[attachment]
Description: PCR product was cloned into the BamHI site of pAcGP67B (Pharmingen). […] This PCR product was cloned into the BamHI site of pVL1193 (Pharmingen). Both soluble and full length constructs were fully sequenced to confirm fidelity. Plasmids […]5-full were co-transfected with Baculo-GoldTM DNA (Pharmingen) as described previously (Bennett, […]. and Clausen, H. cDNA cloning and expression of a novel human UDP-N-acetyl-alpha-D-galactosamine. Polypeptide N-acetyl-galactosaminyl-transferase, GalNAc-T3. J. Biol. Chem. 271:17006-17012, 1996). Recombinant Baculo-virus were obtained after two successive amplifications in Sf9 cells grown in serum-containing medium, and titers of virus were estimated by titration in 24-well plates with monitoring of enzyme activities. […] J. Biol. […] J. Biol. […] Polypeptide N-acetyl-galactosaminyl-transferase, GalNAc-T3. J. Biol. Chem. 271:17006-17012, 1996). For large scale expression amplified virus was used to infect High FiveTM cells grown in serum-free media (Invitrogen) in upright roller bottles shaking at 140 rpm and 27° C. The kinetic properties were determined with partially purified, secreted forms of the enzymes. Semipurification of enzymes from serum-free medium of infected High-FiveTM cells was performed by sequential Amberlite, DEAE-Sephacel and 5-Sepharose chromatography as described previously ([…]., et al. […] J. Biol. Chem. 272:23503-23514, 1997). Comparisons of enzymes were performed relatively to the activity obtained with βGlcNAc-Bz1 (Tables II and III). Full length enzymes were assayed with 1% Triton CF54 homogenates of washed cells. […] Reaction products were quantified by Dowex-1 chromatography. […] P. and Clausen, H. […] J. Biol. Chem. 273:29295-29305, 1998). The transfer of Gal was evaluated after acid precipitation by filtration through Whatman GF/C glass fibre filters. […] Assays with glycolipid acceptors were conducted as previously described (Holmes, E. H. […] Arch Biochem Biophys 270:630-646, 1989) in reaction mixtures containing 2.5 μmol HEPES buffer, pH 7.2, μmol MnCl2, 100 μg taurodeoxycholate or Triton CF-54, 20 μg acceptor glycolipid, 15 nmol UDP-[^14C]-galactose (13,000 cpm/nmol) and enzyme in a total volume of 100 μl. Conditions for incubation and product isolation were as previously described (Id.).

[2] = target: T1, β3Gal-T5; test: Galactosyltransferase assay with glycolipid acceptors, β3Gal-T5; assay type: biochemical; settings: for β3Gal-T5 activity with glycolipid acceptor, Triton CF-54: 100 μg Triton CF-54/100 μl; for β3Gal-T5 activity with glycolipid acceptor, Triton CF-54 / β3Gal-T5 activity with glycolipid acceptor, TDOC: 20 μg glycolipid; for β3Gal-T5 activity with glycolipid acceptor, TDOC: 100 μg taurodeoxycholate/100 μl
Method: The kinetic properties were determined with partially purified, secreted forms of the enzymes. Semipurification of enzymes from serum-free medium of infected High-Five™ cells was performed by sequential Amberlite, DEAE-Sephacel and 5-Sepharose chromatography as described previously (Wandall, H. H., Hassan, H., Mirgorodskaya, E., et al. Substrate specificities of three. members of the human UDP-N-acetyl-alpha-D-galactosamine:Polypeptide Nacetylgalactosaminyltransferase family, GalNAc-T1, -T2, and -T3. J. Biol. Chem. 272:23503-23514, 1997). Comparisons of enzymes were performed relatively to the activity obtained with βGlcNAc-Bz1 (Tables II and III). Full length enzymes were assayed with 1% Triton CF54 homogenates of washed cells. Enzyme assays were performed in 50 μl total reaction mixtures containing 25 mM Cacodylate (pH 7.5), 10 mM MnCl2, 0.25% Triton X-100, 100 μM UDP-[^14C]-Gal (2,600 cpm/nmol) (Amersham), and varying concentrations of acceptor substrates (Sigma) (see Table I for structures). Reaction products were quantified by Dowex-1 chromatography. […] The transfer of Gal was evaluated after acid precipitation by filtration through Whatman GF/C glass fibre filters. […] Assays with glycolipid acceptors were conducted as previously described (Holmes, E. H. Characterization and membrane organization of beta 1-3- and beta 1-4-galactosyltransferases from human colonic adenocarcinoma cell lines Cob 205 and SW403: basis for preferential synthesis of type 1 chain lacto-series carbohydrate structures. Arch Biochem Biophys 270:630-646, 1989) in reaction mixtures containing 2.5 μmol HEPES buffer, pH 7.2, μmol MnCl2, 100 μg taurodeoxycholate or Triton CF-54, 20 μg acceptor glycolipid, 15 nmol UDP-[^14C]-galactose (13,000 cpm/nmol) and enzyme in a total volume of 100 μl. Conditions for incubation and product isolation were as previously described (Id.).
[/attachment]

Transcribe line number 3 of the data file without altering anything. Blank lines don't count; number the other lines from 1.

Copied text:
Method: The kinetic properties were determined with partially purified, secreted forms of the enzymes. Semipurification of enzymes from serum-free medium of infected High-Five™ cells was performed by sequential Amberlite, DEAE-Sephacel and 5-Sepharose chromatography as described previously (Wandall, H. H., Hassan, H., Mirgorodskaya, E., et al. Substrate specificities of three. members of the human UDP-N-acetyl-alpha-D-galactosamine:Polypeptide Nacetylgalactosaminyltransferase family, GalNAc-T1, -T2, and -T3. J. Biol. Chem. 272:23503-23514, 1997). Comparisons of enzymes were performed relatively to the activity obtained with βGlcNAc-Bz1 (Tables II and III). Full length enzymes were assayed with 1% Triton CF54 homogenates of washed cells. Enzyme assays were performed in 50 μl total reaction mixtures containing 25 mM Cacodylate (pH 7.5), 10 mM MnCl2, 0.25% Triton X-100, 100 μM UDP-[^14C]-Gal (2,600 cpm/nmol) (Amersham), and varying concentrations of acceptor substrates (Sigma) (see Table I for structures). Reaction products were quantified by Dowex-1 chromatography. […] The transfer of Gal was evaluated after acid precipitation by filtration through Whatman GF/C glass fibre filters. […] Assays with glycolipid acceptors were conducted as previously described (Holmes, E. H. Characterization and membrane organization of beta 1-3- and beta 1-4-galactosyltransferases from human colonic adenocarcinoma cell lines Cob 205 and SW403: basis for preferential synthesis of type 1 chain lacto-series carbohydrate structures. Arch Biochem Biophys 270:630-646, 1989) in reaction mixtures containing 2.5 μmol HEPES buffer, pH 7.2, μmol MnCl2, 100 μg taurodeoxycholate or Triton CF-54, 20 μg acceptor glycolipid, 15 nmol UDP-[^14C]-galactose (13,000 cpm/nmol) and enzyme in a total volume of 100 μl. Conditions for incubation and product isolation were as previously described (Id.).